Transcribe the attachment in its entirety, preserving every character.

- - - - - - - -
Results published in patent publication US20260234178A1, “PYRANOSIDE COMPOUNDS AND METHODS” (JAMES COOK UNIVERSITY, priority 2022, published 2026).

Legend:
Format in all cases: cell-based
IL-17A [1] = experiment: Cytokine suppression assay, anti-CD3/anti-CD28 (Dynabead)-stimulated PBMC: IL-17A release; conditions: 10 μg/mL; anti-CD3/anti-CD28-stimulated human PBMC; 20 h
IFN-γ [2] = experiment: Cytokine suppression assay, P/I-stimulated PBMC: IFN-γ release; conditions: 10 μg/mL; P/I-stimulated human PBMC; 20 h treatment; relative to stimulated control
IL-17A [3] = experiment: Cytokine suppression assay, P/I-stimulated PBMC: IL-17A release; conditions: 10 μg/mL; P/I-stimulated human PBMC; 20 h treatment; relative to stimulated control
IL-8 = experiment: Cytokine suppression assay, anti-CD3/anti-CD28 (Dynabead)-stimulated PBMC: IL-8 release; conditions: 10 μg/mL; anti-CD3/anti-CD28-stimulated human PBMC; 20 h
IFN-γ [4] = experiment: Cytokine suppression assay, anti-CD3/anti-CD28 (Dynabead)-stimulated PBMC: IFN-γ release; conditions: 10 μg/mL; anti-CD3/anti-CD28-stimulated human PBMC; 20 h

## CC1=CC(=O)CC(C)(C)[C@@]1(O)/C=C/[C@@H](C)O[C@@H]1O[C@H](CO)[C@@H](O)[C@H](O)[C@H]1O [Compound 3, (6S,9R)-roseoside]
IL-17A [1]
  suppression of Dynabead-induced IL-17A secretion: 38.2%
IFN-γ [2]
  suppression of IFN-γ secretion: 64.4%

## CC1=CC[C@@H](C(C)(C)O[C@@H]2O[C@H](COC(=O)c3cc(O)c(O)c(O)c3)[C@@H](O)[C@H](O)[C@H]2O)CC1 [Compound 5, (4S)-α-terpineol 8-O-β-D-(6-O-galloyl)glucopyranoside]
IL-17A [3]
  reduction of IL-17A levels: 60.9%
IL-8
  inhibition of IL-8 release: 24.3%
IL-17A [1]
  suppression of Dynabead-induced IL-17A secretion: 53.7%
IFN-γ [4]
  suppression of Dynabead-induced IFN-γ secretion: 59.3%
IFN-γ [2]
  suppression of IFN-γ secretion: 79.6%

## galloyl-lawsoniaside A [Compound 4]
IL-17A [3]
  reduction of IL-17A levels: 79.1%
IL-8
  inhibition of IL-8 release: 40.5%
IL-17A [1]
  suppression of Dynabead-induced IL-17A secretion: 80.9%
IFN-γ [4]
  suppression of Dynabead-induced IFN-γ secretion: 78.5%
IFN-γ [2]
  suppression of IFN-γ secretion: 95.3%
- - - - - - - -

Results published in patent publication US20260234178A1, “PYRANOSIDE COMPOUNDS AND METHODS” (JAMES COOK UNIVERSITY, priority 2022, published 2026).

Legend:
Format in all cases: cell-based
IL-17A [1] = experiment: Cytokine suppression assay, anti-CD3/anti-CD28 (Dynabead)-stimulated PBMC: IL-17A release; conditions: 10 μg/mL; anti-CD3/anti-CD28-stimulated human PBMC; 20 h
IFN-γ [2] = experiment: Cytokine suppression assay, P/I-stimulated PBMC: IFN-γ release; conditions: 10 μg/mL; P/I-stimulated human PBMC; 20 h treatment; relative to stimulated control
IL-17A [3] = experiment: Cytokine suppression assay, P/I-stimulated PBMC: IL-17A release; conditions: 10 μg/mL; P/I-stimulated human PBMC; 20 h treatment; relative to stimulated control
IL-8 = experiment: Cytokine suppression assay, anti-CD3/anti-CD28 (Dynabead)-stimulated PBMC: IL-8 release; conditions: 10 μg/mL; anti-CD3/anti-CD28-stimulated human PBMC; 20 h
IFN-γ [4] = experiment: Cytokine suppression assay, anti-CD3/anti-CD28 (Dynabead)-stimulated PBMC: IFN-γ release; conditions: 10 μg/mL; anti-CD3/anti-CD28-stimulated human PBMC; 20 h

## CC1=CC(=O)CC(C)(C)[C@@]1(O)/C=C/[C@@H](C)O[C@@H]1O[C@H](CO)[C@@H](O)[C@H](O)[C@H]1O [Compound 3, (6S,9R)-roseoside]
IL-17A [1]
  suppression of Dynabead-induced IL-17A secretion: 38.2%
IFN-γ [2]
  suppression of IFN-γ secretion: 64.4%

## CC1=CC[C@@H](C(C)(C)O[C@@H]2O[C@H](COC(=O)c3cc(O)c(O)c(O)c3)[C@@H](O)[C@H](O)[C@H]2O)CC1 [Compound 5, (4S)-α-terpineol 8-O-β-D-(6-O-galloyl)glucopyranoside]
IL-17A [3]
  reduction of IL-17A levels: 60.9%
IL-8
  inhibition of IL-8 release: 24.3%
IL-17A [1]
  suppression of Dynabead-induced IL-17A secretion: 53.7%
IFN-γ [4]
  suppression of Dynabead-induced IFN-γ secretion: 59.3%
IFN-γ [2]
  suppression of IFN-γ secretion: 79.6%

## galloyl-lawsoniaside A [Compound 4]
IL-17A [3]
  reduction of IL-17A levels: 79.1%
IL-8
  inhibition of IL-8 release: 40.5%
IL-17A [1]
  suppression of Dynabead-induced IL-17A secretion: 80.9%
IFN-γ [4]
  suppression of Dynabead-induced IFN-γ secretion: 78.5%
IFN-γ [2]
  suppression of IFN-γ secretion: 95.3%